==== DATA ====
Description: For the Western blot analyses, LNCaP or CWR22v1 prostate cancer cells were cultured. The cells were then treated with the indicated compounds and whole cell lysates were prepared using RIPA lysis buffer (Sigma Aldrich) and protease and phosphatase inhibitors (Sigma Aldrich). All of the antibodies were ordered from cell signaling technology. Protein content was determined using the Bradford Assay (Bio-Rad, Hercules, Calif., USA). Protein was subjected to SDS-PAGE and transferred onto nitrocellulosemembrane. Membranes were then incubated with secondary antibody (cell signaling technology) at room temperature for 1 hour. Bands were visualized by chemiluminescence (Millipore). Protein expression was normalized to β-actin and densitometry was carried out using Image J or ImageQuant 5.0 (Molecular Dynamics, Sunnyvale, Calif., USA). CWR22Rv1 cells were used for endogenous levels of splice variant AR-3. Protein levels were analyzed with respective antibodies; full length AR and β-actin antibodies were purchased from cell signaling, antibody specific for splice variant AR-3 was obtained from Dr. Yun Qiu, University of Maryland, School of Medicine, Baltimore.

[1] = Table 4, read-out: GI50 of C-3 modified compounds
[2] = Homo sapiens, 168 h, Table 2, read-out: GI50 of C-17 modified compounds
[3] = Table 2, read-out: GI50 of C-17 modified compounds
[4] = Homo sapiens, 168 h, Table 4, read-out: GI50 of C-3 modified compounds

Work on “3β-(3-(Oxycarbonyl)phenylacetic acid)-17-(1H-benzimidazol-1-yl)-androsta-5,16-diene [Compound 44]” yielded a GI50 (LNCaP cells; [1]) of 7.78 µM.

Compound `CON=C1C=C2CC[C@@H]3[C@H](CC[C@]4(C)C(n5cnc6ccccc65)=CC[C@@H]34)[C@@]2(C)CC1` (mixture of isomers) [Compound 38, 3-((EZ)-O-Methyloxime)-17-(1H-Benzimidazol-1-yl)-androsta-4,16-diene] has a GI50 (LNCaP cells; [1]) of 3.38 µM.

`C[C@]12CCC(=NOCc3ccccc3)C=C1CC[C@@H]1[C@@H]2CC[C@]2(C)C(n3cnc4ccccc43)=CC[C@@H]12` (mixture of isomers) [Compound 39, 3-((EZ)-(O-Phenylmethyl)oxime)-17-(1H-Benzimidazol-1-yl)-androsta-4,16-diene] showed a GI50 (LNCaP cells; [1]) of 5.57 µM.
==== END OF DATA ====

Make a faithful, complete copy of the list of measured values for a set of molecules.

Description: For the Western blot analyses, LNCaP or CWR22v1 prostate cancer cells were cultured. The cells were then treated with the indicated compounds and whole cell lysates were prepared using RIPA lysis buffer (Sigma Aldrich) and protease and phosphatase inhibitors (Sigma Aldrich). All of the antibodies were ordered from cell signaling technology. Protein content was determined using the Bradford Assay (Bio-Rad, Hercules, Calif., USA). Protein was subjected to SDS-PAGE and transferred onto nitrocellulosemembrane. Membranes were then incubated with secondary antibody (cell signaling technology) at room temperature for 1 hour. Bands were visualized by chemiluminescence (Millipore). Protein expression was normalized to β-actin and densitometry was carried out using Image J or ImageQuant 5.0 (Molecular Dynamics, Sunnyvale, Calif., USA). CWR22Rv1 cells were used for endogenous levels of splice variant AR-3. Protein levels were analyzed with respective antibodies; full length AR and β-actin antibodies were purchased from cell signaling, antibody specific for splice variant AR-3 was obtained from Dr. Yun Qiu, University of Maryland, School of Medicine, Baltimore.

[1] = Table 4, read-out: GI50 of C-3 modified compounds
[2] = Homo sapiens, 168 h, Table 2, read-out: GI50 of C-17 modified compounds
[3] = Table 2, read-out: GI50 of C-17 modified compounds
[4] = Homo sapiens, 168 h, Table 4, read-out: GI50 of C-3 modified compounds

Work on “3β-(3-(Oxycarbonyl)phenylacetic acid)-17-(1H-benzimidazol-1-yl)-androsta-5,16-diene [Compound 44]” yielded a GI50 (LNCaP cells; [1]) of 7.78 µM.

Compound `CON=C1C=C2CC[C@@H]3[C@H](CC[C@]4(C)C(n5cnc6ccccc65)=CC[C@@H]34)[C@@]2(C)CC1` (mixture of isomers) [Compound 38, 3-((EZ)-O-Methyloxime)-17-(1H-Benzimidazol-1-yl)-androsta-4,16-diene] has a GI50 (LNCaP cells; [1]) of 3.38 µM.

`C[C@]12CCC(=NOCc3ccccc3)C=C1CC[C@@H]1[C@@H]2CC[C@]2(C)C(n3cnc4ccccc43)=CC[C@@H]12` (mixture of isomers) [Compound 39, 3-((EZ)-(O-Phenylmethyl)oxime)-17-(1H-Benzimidazol-1-yl)-androsta-4,16-diene] showed a GI50 (LNCaP cells; [1]) of 5.57 µM.